4 ways to give feedback as a medical writer

❤️ Love it or 💔 hate it, feedback is the lifeblood of progress as a #MedicalWriter.

🧠 You’ve gotta remember though:

🔁 Feedback is a two-way street (not a ping-pong match!)

💡 The way you give and receive feedback (whether you are the writer or the client) helps you:

1. Build your relationship as you work together – it shows you are paying attention, and investing time to look at things in detail

2. Become a better writer – you carry forward the feedback you get from helpful clients, and you can apply this to future writing

3. Get better at giving feedback in future – you can suggest how people give you feedback in a way that is helpful for you as a client or a writer

😎 “Good” feedback makes you feel valued, helps you enjoy work, and encourages you to keep working on your craft as a writer.

🌟 Here are 4 ways I like to give feedback:

⚪ 1. Focus on their strengths.

Make them feel good about what they have done well, and encourage them to do more of that.

For example:

“I really like this sentence, it will really resonate with our audience”

“This analogy is perfect, it’s so easy to understand, well done for coming up with this”

⚪ 2. Acknowledge progress and what they have improved.

Notice that they have put in the effort to take on previous feedback, and are practising new techniques to improve the quality of their writing.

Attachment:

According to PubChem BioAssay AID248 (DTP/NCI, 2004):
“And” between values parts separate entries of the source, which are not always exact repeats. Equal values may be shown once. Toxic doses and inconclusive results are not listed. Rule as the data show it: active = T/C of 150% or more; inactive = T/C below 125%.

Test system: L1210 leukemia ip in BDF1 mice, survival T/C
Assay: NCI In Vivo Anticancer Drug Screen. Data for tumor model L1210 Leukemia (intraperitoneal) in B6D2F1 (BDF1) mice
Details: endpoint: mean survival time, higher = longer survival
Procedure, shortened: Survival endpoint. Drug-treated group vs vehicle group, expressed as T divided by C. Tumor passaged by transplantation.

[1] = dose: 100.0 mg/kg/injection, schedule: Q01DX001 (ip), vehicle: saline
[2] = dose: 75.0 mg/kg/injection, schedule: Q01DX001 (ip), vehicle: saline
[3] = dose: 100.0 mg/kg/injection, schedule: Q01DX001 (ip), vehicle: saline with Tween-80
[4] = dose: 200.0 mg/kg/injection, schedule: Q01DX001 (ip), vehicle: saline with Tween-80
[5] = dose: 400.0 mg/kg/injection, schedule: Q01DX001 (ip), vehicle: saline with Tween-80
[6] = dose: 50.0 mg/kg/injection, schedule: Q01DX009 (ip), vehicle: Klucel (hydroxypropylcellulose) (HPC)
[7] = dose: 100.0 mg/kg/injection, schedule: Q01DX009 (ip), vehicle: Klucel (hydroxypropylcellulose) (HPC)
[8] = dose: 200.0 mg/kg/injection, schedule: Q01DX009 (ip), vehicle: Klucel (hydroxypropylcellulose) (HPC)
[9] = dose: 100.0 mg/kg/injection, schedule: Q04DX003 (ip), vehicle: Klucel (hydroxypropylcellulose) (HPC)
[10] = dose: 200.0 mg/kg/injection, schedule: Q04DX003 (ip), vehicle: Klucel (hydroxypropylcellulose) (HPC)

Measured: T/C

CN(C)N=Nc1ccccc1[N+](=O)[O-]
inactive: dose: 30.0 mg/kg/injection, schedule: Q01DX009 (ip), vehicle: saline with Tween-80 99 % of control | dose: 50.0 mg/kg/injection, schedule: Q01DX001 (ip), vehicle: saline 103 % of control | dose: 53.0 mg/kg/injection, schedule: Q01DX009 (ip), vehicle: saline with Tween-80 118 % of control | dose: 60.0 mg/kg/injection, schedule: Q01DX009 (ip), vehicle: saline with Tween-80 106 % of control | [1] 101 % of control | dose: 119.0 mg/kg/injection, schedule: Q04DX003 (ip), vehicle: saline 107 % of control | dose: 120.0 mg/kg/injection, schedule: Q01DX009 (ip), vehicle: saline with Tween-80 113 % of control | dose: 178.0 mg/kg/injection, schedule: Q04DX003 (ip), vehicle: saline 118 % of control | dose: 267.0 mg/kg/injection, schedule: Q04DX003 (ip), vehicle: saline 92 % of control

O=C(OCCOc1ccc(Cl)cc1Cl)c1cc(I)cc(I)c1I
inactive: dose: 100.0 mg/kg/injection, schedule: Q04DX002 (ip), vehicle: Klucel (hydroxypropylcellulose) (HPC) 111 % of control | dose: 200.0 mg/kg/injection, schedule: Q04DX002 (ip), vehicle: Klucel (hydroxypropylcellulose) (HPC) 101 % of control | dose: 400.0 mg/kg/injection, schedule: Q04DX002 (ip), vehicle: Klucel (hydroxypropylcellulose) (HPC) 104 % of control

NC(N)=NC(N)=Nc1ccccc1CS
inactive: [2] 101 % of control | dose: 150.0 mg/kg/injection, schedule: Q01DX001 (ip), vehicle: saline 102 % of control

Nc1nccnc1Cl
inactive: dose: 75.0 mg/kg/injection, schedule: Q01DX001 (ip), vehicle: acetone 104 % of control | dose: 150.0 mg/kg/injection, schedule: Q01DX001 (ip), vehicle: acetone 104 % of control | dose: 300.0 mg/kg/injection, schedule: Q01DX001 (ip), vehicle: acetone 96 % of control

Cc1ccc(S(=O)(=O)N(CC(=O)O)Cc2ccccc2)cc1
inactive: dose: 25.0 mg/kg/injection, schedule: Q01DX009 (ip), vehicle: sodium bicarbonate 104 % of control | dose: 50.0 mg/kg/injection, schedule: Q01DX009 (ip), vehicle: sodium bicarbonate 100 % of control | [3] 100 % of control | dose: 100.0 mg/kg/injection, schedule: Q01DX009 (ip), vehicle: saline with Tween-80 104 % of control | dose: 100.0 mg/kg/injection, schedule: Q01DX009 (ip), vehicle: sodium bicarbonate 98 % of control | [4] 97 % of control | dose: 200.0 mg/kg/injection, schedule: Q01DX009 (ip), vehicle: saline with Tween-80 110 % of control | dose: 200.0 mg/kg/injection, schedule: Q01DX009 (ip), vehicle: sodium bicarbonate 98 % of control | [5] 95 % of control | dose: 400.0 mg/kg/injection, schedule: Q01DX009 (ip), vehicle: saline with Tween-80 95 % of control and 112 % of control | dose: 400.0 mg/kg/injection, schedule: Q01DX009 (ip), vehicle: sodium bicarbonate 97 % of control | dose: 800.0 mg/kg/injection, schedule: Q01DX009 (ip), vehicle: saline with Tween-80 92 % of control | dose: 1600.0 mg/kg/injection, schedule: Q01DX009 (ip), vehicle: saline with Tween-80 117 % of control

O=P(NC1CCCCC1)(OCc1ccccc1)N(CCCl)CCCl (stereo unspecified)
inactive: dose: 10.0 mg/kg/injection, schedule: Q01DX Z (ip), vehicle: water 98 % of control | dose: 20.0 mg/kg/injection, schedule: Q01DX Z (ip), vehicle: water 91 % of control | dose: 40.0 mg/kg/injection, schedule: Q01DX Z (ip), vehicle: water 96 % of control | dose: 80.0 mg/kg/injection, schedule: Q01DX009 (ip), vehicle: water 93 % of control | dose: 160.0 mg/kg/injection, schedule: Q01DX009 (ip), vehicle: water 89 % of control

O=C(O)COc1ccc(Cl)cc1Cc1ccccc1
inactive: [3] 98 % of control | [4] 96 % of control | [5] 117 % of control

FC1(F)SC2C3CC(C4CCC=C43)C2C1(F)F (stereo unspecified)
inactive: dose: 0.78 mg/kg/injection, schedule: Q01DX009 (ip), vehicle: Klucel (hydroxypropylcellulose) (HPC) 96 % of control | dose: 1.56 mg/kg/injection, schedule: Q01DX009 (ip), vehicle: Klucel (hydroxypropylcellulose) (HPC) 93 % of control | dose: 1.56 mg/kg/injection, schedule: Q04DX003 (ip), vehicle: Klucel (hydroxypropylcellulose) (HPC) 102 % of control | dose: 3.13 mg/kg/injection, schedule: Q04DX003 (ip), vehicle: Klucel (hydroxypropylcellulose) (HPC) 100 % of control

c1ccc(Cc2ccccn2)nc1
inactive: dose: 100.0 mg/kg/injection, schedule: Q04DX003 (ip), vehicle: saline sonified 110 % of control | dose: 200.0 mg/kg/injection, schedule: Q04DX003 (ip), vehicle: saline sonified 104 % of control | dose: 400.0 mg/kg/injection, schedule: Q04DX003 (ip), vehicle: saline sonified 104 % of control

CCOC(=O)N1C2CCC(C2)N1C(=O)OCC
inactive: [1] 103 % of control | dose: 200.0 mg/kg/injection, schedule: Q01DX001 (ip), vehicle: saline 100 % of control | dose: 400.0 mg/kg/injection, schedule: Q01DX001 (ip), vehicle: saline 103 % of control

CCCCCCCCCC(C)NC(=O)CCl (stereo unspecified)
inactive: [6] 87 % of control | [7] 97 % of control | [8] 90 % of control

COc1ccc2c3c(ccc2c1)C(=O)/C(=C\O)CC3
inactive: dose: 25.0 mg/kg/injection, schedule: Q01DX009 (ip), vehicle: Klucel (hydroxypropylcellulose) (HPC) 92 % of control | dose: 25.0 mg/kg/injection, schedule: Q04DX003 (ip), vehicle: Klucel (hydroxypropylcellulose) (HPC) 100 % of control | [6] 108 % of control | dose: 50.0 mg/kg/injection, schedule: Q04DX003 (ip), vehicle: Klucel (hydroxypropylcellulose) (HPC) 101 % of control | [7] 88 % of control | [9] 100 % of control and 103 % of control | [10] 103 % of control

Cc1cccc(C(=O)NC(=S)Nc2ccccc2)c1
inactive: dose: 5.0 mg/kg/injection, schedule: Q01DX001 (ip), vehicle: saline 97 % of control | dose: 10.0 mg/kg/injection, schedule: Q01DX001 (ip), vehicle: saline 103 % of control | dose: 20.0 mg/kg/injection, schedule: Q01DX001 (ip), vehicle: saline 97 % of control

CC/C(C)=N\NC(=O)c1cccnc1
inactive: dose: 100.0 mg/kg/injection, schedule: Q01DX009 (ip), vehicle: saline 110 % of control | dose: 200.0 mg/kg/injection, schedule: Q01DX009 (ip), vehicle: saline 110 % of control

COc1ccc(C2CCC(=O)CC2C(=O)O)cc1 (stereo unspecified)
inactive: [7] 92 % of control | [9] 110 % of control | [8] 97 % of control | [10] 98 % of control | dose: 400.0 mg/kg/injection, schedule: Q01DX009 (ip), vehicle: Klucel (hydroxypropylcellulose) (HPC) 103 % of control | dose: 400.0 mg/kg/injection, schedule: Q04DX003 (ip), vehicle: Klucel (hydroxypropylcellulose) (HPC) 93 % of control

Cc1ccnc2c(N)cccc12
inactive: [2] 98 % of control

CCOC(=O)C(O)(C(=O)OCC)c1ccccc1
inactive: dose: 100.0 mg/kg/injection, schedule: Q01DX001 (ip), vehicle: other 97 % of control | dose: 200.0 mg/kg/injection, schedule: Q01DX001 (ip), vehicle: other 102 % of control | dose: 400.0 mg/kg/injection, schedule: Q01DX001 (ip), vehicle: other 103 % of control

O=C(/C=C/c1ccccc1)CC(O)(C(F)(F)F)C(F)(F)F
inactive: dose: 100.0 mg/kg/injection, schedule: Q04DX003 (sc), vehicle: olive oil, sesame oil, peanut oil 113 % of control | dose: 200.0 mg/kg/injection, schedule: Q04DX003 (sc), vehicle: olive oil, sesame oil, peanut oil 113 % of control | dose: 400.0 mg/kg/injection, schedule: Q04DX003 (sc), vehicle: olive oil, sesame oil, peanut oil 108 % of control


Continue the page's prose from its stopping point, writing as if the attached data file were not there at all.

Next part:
For example:

“I’ve noticed you’re using the words ‘which’ and ‘that’ in the right places now, well done for taking on board this feedback from last time!”

“Your sentences are much easier to read now, well done for cutting out those unnecessary words and getting straight to the point.”

⚪ 3. Suggest improvements, rather than reprimand them

Instead of telling someone they’ve “done it wrong”, suggest a way they could improve and justify your reasoning in a kind and respectful manner. Remember, writing is hard and getting feedback can be stressful. Please be gentle.

For example:

“I really like the idea you are expressing here, can I suggest an alternative way to present it that may be easier for our readers? Here’s what I suggest xxxx, because yyyy. Let me know what you think, and I look forward to working on this with you.”

⚪ 4. Do not make it personal if they make a mistake.

Avoid directly connecting the writer to their work, especially if they have made a mistake. Identify what is inaccurate, and why. State facts, and reference guidelines. Then offer a solution and reach a point of mutual understanding.

For example:

“This isn’t quite right. It should read xxxx, because yyyy. Shall we go through this together and create some guidelines on how we can get this right in future?”

#MedicalWriting #Copywriting #FeedbackMatters

Previous Post
How do I transition into medical writing for FemTech or women’s health?
Next Post
Medical writing contracts: What is a non-compete clause?